After finishing my studies, I founded a company in 1980, together with five friends. At first, we very specialised. We almost exclusively offered transportation, accommodation, tour guiding and translation service for international music, dance and theatre groups (driver/guide/translator all in one person).
This was probably the most exciting time in my life. At just 23 years of age – and as one of the first women to drive coaches (up to 40-seater) in Germany – I travelled with monks from Tunisia, with dance and music groups from Congo, Uganda, Colombia, Sikkim, Ladakh, a theatre group with 36 members from Cuba or for example a group from the Cook Islands. The tours mostly included Italy, France, Netherlands and Germany and trips were between eight days and three weeks. It was often exhausting work because performances were mainly in the evening, usually until10:30 or 11:00 pm. Finishing their gigs, the groups still needed to eat something before we drove them back to the hotel where we often arrived after midnight. Most days, we had to leave the hotel early again. Sometimes we had to drive very long distances and be in time for the next performance.
These trips were often tough work, but they were also ‘lessons for life’. Not only did I learn a lot about my groups home countries, but often they also opened my eyes to my own country Germany. I guess as a traveller in their country; I wouldn’t have learned near as much about their culture. These were super exciting times!
Quickly we had to realise our company wouldn’t make enough money with this specialisation to make a living for all us five company owners. So our company developed new and more products, got more and more diverse. Once started growing, it became bigger and bigger. The bigger our company became, the more we were stuck in the office. As managing directors, we were too ‘important’ to work as driver/guides.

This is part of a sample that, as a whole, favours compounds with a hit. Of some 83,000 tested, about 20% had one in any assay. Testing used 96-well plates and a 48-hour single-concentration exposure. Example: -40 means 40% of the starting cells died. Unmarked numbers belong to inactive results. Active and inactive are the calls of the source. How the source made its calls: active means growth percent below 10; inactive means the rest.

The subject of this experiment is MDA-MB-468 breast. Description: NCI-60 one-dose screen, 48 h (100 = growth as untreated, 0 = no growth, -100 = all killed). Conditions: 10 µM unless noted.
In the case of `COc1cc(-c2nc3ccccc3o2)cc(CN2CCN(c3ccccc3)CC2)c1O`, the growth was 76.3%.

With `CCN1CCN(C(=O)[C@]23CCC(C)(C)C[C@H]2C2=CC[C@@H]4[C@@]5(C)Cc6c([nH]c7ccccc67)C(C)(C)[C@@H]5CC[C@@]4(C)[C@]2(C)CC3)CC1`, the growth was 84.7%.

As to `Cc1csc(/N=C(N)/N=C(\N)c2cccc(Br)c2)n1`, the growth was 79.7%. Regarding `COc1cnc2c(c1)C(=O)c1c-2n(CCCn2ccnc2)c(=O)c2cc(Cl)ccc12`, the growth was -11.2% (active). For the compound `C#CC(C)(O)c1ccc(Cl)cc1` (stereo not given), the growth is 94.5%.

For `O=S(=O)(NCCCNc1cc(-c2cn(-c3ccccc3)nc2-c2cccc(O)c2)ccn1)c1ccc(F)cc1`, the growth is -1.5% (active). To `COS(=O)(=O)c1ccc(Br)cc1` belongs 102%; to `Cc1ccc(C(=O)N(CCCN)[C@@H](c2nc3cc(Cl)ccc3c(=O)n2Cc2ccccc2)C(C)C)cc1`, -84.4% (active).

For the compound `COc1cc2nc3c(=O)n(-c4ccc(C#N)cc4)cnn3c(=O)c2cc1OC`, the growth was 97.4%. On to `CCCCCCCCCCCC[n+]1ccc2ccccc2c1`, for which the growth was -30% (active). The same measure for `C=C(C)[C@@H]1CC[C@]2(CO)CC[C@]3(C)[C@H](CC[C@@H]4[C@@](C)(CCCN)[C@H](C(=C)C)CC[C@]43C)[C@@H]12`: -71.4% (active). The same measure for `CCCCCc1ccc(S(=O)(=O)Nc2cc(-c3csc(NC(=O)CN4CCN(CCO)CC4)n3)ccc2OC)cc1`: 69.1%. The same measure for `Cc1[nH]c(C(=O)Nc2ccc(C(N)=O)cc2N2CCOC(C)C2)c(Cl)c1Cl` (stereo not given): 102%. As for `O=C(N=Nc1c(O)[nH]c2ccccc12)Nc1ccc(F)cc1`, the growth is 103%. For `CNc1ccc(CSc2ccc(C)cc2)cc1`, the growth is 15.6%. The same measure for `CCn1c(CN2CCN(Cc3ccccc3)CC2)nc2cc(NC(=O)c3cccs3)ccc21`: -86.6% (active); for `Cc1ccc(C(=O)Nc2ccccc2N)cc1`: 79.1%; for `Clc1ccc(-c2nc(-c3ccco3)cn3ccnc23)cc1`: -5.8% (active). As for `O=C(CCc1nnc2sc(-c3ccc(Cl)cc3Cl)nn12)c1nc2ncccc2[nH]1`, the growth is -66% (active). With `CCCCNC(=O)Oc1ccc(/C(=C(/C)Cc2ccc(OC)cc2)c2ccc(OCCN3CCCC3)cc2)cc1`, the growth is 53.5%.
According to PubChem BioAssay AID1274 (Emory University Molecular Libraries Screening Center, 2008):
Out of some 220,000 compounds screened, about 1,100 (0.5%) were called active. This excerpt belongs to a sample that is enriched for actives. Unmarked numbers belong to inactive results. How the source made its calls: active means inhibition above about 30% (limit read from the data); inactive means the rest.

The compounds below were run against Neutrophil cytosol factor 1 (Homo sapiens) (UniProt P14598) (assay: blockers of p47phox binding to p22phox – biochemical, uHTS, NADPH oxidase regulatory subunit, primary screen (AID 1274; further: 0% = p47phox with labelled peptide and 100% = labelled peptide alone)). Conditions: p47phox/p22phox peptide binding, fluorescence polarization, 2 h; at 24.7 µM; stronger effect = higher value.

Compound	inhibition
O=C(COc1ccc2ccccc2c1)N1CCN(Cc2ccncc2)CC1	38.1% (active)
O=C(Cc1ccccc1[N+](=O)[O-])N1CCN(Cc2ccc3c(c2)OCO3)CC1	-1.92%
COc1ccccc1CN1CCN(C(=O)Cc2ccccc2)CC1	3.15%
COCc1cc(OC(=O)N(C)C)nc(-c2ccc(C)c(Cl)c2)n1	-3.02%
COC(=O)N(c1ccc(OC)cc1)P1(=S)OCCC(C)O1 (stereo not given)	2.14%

While we felt glued to our desks, others enjoyed working as bus drivers/tour guides and experienced all the exciting trips.
In 1989, it was time for me to take a break. I spent almost seven months living on Rarotonga (Cook Islands) – guess why many women decide to live far away from home ;-). (Love is in the air ….)
By 1994 our company had 16 coaches and 55 permanent employees, as well as over 50 seasonal bus drivers and tour guides.
A company too big for my taste and needs. It no longer fitted with my ideas of what I wanted ‘my’ company to be and to look like. In 1995 I quit. I started working as a tour guide in New Zealand. The plan was to do so for one season and then start something new in Germany. But it happened differently.
I guided for four years in New Zealand, and during NZ winter, two summers in Canada. I was a happy tour guide. And I had so much to learn; it capped me busy.
After these four years, it didn’t fill me up anymore. I needed additional challenges, needed something to keep my head busy. That’s when I started my own company. So from the start on it was clear to me I would keep my company small and personal. I wanted a company manageable it in a way that I still could be on the road.